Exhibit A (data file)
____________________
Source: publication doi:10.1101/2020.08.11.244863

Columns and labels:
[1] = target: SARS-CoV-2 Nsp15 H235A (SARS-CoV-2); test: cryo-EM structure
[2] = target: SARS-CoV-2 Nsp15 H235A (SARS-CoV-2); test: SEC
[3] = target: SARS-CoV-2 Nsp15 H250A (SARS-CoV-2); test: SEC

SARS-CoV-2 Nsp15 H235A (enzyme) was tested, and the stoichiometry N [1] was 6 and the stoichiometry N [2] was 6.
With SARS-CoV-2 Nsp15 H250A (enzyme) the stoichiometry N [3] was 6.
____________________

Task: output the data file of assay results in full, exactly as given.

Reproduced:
Source: publication doi:10.1101/2020.08.11.244863

Columns and labels:
[1] = target: SARS-CoV-2 Nsp15 H235A (SARS-CoV-2); test: cryo-EM structure
[2] = target: SARS-CoV-2 Nsp15 H235A (SARS-CoV-2); test: SEC
[3] = target: SARS-CoV-2 Nsp15 H250A (SARS-CoV-2); test: SEC

SARS-CoV-2 Nsp15 H235A (enzyme) was tested, and the stoichiometry N [1] was 6 and the stoichiometry N [2] was 6.
With SARS-CoV-2 Nsp15 H250A (enzyme) the stoichiometry N [3] was 6.